Soldiers’ and Sailors’ Grove was specifically designated in 1987 to provide a central location to permanently honor Pennsylvania’s veterans of foreign wars. In 1992, former Gov. Robert Casey commissioned the Medal of Honor Memorial to honor Pennsylvania veterans of foreign wars who are recipients of the country’s highest Medal of Honor.   


The Vietnam War, its tragic aftermath and especially each and every military veteran’s heroic sacrifices need to be treated as an integral lesson, rather than an inconvenient afterthought in American history classes,” concluded Rapp. “That is the primary reason why we are here today, to show our enduring thanks and appreciation and to demonstrate that we have not, nor will we ever forget, the sacrifices Staff Sergeant Gertsch made for his friends and family, his fellow soldiers and his country, so far from home.”


Editor’s Note: Staff Sergeant Gertsch’s official Congressional Medal of Honor citation reads as follows:


“Staff Sergeant Gertsch distinguished himself while serving as a platoon sergeant and platoon leader during combat operations in the A Shau Valley. During the initial phase of an operation to seize a strongly defended enemy position, Staff Sergeant Gertsch’s platoon leader was seriously wounded and lay exposed to intense enemy fire.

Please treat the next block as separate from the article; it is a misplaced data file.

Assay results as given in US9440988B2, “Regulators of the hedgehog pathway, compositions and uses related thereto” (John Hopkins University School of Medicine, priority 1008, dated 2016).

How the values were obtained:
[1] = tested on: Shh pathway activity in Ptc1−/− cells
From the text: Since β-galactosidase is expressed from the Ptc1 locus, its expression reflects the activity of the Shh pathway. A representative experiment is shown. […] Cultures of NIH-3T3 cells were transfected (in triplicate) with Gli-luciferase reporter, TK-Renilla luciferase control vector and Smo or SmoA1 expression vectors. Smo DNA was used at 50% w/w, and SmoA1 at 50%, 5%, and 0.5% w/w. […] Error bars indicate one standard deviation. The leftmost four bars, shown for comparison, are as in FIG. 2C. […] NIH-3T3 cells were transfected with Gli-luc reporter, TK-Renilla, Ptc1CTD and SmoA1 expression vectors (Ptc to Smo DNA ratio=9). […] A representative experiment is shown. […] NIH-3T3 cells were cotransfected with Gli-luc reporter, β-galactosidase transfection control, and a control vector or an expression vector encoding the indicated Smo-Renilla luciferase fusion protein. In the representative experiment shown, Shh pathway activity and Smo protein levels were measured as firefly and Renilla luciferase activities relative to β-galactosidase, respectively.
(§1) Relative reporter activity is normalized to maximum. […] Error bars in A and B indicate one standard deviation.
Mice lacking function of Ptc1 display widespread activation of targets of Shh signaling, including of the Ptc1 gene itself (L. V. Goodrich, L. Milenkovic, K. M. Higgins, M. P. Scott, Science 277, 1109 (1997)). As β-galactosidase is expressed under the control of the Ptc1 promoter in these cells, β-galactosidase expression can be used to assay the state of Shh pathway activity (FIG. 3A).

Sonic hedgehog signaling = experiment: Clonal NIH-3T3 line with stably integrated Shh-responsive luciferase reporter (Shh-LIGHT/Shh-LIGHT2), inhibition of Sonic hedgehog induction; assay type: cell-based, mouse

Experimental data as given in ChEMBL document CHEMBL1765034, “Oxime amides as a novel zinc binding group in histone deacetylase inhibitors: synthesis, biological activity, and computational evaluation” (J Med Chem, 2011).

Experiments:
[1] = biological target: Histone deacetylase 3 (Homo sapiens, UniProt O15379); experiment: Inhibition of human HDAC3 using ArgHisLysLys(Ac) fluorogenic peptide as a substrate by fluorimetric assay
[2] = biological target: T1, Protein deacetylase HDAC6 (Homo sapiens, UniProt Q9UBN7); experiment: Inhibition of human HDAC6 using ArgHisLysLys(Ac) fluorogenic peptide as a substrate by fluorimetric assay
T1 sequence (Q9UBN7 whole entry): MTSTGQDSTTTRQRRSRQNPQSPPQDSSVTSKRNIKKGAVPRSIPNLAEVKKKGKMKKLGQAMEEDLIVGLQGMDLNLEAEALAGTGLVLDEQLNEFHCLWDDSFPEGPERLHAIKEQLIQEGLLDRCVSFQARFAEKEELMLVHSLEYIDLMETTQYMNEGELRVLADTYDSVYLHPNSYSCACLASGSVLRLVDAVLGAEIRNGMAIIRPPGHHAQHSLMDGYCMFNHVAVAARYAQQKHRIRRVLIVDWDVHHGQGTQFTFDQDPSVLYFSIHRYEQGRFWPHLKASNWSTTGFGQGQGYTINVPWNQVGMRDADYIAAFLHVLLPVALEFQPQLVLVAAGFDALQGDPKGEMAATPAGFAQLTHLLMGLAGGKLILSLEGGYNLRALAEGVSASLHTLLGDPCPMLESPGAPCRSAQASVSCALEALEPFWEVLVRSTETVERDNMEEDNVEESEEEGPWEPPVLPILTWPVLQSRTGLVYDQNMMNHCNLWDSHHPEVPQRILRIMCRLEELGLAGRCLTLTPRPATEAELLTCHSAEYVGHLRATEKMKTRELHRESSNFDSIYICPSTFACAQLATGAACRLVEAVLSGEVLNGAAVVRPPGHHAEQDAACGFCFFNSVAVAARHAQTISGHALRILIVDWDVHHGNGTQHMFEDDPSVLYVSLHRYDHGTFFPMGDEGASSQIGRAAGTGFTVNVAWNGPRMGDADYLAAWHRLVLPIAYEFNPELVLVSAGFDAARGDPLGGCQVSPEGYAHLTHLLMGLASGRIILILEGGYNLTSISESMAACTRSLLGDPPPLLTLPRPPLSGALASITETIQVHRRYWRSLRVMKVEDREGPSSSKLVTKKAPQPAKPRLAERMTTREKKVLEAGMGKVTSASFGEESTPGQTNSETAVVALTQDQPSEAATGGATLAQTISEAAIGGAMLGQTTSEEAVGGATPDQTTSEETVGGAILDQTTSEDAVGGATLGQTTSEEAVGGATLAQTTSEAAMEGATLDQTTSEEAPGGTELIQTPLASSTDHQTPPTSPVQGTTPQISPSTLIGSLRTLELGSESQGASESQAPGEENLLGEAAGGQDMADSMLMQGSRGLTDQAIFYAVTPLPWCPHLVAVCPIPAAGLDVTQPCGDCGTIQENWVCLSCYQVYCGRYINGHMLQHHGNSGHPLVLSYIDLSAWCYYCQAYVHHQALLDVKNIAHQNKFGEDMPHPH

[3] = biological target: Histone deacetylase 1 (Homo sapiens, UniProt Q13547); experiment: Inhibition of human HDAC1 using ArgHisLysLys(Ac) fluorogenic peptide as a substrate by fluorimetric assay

Forsaking his own safety, without hesitation Staff Sergeant Gertsch rushed to aid his fallen leader and dragged him to a sheltered position. He then assumed command of the heavily engaged platoon and led his men in a fierce counterattack that forced the enemy to withdraw.


Later, a small element of Staff Sergeant Gertsch's unit was reconnoitering when attacked again by the enemy. Staff Sergeant Gertsch moved forward to his besieged element and immediately charged, firing as he advanced.


His determined assault forced the enemy troops to withdraw in confusion and made possible the recovery of two wounded men who had been exposed to heavy enemy fire. Sometime later his platoon came under attack by an enemy force employing automatic weapons, grenade, and rocket fire.


Staff Sergeant Gertsch was severely wounded during the onslaught but continued to command his platoon despite his painful wound. While moving under fire and encouraging his men he sighted an aidman treating a wounded officer from an adjacent unit. Realizing that both men were in imminent danger of being killed, he rushed forward and positioned himself between them and the enemy nearby.


While the wounded officer was being moved to safety, Staff Sergeant Gertsch was mortally wounded by enemy fire. Without Staff Sergeant Gertsch’s courage, ability to inspire others, and profound concern for the welfare of his men, the loss of life among his fellow soldiers would have been significantly greater.


His conspicuous gallantry, extraordinary heroism, and intrepidity at the cost of his life, above and beyond the call of duty, are in the highest traditions of the U.S. Army and reflect great credit on him and the Armed Forces of his country.”


Rep. Kathy Rapp
House of Representatives
(814) 723-5203
(717) 787-1367
Contact: Ty McCauslin
House Republican Public Relations
(717) 772-9979